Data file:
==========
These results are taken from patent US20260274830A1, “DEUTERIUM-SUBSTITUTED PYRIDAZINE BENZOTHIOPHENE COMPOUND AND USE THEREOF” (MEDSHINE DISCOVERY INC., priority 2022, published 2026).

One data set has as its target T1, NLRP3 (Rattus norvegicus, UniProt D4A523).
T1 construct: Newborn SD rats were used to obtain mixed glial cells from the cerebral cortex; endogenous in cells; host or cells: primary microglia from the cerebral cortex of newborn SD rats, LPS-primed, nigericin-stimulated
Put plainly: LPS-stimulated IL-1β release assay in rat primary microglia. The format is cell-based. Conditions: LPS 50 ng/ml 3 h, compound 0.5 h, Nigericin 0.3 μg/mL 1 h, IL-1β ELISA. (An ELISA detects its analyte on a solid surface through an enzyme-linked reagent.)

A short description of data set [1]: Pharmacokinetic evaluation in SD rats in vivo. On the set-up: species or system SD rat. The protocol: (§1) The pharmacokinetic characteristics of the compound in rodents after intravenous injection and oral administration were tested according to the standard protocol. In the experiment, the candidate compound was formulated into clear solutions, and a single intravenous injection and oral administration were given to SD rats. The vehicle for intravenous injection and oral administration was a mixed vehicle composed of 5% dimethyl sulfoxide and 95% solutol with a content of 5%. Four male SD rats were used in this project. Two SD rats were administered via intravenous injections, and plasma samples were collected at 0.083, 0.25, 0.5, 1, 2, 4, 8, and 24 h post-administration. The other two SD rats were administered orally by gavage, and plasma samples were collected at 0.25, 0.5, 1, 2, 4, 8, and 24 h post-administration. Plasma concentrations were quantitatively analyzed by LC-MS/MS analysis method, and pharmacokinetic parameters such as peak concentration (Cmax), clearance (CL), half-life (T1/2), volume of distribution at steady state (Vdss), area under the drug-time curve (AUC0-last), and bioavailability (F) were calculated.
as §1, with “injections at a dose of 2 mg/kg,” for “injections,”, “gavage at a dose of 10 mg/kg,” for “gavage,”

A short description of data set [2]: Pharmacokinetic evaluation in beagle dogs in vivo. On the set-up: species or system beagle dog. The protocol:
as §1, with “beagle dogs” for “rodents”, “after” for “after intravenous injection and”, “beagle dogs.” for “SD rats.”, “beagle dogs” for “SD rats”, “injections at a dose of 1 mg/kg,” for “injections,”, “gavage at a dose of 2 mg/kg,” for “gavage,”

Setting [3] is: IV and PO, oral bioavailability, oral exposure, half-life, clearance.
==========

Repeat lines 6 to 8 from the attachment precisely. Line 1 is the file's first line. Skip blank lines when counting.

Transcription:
as §1, with “injections at a dose of 2 mg/kg,” for “injections,”, “gavage at a dose of 10 mg/kg,” for “gavage,”

A short description of data set [2]: Pharmacokinetic evaluation in beagle dogs in vivo. On the set-up: species or system beagle dog. The protocol:
as §1, with “beagle dogs” for “rodents”, “after” for “after intravenous injection and”, “beagle dogs.” for “SD rats.”, “beagle dogs” for “SD rats”, “injections at a dose of 1 mg/kg,” for “injections,”, “gavage at a dose of 2 mg/kg,” for “gavage,”